Tuesday, June 16, 2015

Santa Fortunata Sorrento Italia

Dear Art Lover,

     I left Florence, Italy, with a large wide, but narrow box containing nine paintings (three on wood panels), surrounded by clothes and black squid-ink spaghetti for my family.  My backpack had all of my electronic gadgets that I needed for work in the US and a big pad of paper with two boxes of pastels.  That was my idea of traveling light for my flight.  In addition, I had an extra bag with food and random things that I anticipated using up during my last couple of days in Italia for a while.  After a train ride to Napoli (Naples) and catching the Circumvesuviana train to Sorrento, I knew that I was not having a good time.

     A man running a luggage storage facility at the station in Sorrento saved me.  I delighted when he told me that there was indeed a Mailboxes, Etc. nearby.  He charged me only five euro to store my box of art at the station overnight.  Feeling much lighter, I walked around in the rain to buy bus tickets to go to the campground, Santa Fortunata.  This second image is right outside of the station just before a 30-minute thunder and lightning storm passed over us.

     The SantaFortunata is a campground that also has cabins supplied with linens.  Mine was in a lovely location up a dirt path with a good view of the distant volcano Vesuvius.  I was thrilled with myself for leaving that awkward and heavy box behind!  A nearby restaurant provided a light dinner for takeout as I settled in for some computer work, creating images and files for art shipping.  Soon, I was deep asleep in this lovely haven.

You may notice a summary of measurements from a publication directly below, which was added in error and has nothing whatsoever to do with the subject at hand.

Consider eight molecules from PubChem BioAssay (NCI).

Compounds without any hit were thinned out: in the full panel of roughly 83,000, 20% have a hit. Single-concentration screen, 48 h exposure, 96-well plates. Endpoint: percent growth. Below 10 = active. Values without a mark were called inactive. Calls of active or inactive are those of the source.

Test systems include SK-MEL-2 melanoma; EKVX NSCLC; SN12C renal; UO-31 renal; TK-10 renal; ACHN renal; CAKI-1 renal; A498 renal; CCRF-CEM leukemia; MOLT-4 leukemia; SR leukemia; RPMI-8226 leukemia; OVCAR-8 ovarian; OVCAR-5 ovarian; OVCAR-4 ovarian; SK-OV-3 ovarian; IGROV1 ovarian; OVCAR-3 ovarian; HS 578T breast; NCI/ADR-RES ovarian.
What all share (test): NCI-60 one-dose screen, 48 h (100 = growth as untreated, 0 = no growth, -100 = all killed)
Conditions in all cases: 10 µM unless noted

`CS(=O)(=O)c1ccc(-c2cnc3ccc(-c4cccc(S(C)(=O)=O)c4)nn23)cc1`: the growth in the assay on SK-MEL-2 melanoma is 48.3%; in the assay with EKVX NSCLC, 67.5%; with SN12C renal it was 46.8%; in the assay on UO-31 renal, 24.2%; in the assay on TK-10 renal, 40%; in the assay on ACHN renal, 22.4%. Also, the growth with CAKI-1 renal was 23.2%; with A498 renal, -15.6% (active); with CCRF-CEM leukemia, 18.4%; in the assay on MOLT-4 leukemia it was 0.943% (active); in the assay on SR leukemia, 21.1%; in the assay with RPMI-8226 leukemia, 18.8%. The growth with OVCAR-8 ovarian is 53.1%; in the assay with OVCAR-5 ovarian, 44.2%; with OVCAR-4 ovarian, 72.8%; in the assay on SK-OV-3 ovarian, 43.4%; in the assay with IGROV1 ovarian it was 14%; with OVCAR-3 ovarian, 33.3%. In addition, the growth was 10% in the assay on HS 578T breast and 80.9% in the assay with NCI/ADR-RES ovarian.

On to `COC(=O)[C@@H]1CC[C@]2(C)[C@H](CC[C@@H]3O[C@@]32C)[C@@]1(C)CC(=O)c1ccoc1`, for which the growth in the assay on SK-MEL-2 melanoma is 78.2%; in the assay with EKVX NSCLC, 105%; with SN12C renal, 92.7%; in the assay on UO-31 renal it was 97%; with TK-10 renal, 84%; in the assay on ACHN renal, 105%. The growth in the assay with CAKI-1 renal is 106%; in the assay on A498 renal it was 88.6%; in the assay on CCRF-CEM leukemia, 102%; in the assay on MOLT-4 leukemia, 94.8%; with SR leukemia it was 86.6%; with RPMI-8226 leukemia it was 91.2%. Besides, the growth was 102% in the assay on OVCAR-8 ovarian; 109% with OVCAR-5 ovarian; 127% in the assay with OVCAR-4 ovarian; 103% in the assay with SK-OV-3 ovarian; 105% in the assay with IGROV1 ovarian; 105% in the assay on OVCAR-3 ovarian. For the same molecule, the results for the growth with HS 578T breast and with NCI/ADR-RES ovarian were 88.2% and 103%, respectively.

The next morning the birds were singing.  I took the bus back into downtown Sorrento carrying an empty backpack.  The guys at Mailboxes Etc. went with me to pick up my art box and allowed me to remove most of the stuff that surrounded the art.  They had to repackage it all anyway and also verify that I was shipping what I claimed to be shipping.  They copied my new digital files for the Customs paperwork that allows art to leave Italia.  Everything went well.  I then met a man named Giovanni de Liso selling luggage who also created nice Italian scenic paintings.  We had a wonderful chat after I purchased a small suitcase and he gave me advice on good local places to eat. 

     Around town are several bronze sculptures by Arnaldo Pomodoro.  He is quite famous with a bronze sphere with similar geometric shapes emerging from it as one of the sculptures at the Vatican Museum.  They are all well cared for and the patina seems new to me.  This is impressive, especially for a coastal town.   
     In the afternoon I headed back to Santa Fortunata and brought my computer down to the beach at the bottom of their cliffs.  It was so relaxing to make “my office” at the edge of the sea.  It was so good to swim again and then work beside the music of the waves.

    It was the pattern during my visit for an evening storm to roll-in.  It was so exciting to be there with the wind whipping around and the rain hitting my metal roof.  The morning after was clear and gorgeous.  I would recommend this place as a great home base for visiting the areas around Vesuvius, such as Pompei (Pompeii in English) and Ercolano (Herculaneum in English).

Tanti auguri di buon compleanno, carissima Susanna! 


~ Kelly Borsheim, sculptor, painter, writer, teacher